Linee Occulte: Drawing Architecture
POSTED ON: April 23, 2021
Citygroup is far from a white cube gallery. Studio Ames’ curatorial approach to the exhibition “Linee Occulte: Drawing Architecture,” highlights this fact while marking its own territory in such a way as to make visible the undercurrents for which the exhibition space formed as a response. As presented on their website, Citygroup was “formed to challenge the structural and cultural forces that shape the normative practices of architecture. […] We are unwilling to defer to the status quo of capitalist political economy and believe we must interrogate the conditions that subjugate, alienate, and appropriate architects, architecture, and inhabitants of architecture.” Not to bank on the intention of the gallery’s name as a phonetic riff, but the play on words is helpful in understanding the meaning spaces can inflect to encompassing structures and forces - such as finance, or a pandemic. Studio Ames' exhibition design and curation deploys Trompe l’oeil throughout the space as such an inflection that demarcates a space within a space and continues this logic so as to involve each drawing in a dialogue of hidden, yet visible, lines.
As explained in the curatorial statement by Studio Ames:
“In Book II on perspective, Sebastiano Serlio referred to an “unthought known” in architectural production. He referred to certain lines as: “linee occulte,” hidden lines. These hidden lines are akin to construction lines in architectural drafting, the lines necessary to conceive of the final form. Serlio describes the process of drawing forms in perspective. Unlike Alberti, he accompanies his text with drawing examples, and from one drawing to the next, certain lines appear and disappear. The ones that disappear are presumably not necessary in communicating the next step and they become a kind of lost history to drawing making. In a time when we are contending with many shared and lost histories, what importance do the lines of the past, hidden out of view, have on our process? This is the question that Linee Occulte: Drawing Architecture asks participants and viewers to consider.”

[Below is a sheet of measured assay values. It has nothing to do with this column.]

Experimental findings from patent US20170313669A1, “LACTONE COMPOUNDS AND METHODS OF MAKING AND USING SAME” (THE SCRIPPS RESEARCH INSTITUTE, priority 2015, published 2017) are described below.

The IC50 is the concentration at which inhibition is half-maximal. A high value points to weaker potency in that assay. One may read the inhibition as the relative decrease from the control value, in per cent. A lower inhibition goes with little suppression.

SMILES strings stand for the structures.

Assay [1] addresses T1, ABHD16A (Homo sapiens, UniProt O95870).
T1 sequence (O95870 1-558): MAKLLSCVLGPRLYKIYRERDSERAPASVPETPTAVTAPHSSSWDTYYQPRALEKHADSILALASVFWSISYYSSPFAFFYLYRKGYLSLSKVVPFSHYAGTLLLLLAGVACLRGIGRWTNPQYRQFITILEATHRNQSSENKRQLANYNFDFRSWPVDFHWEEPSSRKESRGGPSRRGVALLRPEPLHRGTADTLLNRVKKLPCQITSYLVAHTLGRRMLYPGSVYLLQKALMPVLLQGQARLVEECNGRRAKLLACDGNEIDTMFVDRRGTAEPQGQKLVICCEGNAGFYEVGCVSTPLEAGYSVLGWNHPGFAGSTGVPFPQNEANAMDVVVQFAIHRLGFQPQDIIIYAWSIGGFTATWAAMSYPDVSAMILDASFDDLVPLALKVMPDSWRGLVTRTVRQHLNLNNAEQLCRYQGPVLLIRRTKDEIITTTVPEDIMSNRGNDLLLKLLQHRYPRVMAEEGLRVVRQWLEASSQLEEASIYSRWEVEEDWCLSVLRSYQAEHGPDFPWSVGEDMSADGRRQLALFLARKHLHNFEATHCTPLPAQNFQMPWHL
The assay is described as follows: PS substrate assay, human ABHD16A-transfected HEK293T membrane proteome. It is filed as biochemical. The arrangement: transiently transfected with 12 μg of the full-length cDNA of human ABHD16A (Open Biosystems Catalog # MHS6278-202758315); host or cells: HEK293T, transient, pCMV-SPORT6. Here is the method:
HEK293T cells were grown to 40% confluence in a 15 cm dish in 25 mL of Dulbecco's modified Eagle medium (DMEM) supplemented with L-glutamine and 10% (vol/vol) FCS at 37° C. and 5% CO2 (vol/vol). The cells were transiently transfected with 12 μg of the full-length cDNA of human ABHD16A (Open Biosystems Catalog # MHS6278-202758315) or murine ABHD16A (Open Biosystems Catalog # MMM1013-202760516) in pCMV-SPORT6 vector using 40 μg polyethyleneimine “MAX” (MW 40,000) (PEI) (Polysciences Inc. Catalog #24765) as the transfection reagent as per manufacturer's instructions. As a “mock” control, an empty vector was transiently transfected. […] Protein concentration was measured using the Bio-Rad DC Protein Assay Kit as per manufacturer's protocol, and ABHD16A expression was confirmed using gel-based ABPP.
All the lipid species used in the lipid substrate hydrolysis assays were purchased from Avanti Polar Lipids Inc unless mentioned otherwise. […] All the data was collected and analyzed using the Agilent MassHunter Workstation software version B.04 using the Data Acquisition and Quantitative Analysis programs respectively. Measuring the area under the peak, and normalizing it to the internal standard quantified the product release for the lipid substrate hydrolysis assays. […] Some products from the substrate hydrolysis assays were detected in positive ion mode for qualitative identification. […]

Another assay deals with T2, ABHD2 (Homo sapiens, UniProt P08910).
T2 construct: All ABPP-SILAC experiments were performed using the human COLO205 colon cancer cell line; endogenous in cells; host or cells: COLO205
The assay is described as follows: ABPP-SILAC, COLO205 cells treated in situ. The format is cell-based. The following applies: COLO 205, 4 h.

Presenting drawings within the context formed by their common theme and exhibition design, "Linee Occulte: Drawing Architecture" gives us the opportunity to see the work of Daisy Ames, Iman Fayyad, Lindsay Harkema, Kevin Hirth, Alfie Koetter, Stephanie Lin, Melissa Shin, Lindsey Wikstrom, and Mersiha Veledar as a collaborative construction.
When asked about her take on the exhibition, Stephanie Lin observed that “Linee Occulte asks us to refocus our attention to the elements, processes, forms, and structures that are underperceived, as an architectural and social agenda that are one in the same. In its exhibition design by Studio Ames, uncovering these relationships between the visible and the suppressed is meaningfully rendered through overlaid perspectives that are both continuous and multiple across the gallery space.” One may notice in Lin’s response a hint of creative tension between the “visible and the suppressed” or, likewise with Mersiha Veledar, as she adds in agreement that “[t]he unique concepts (and methods of representation) by each participant emerge within the limits of individual square tablets and amidst the matrix of precise lines Daisy carefully maps out on the surface of the walls, revealing once again the hidden in-situ context of the space beyond.” These emergent creative tensions perform a conceptual and perceptual push-and-pull between say, formal elements such as lines and proprioception —think social distancing— or between what one sees and knows. That this effect is part and parcel of the construction of a drawing, or the atmosphere and meaning of a social space is one of the many joys, along with the unique creative accomplishments by each participant, that this exhibition offers.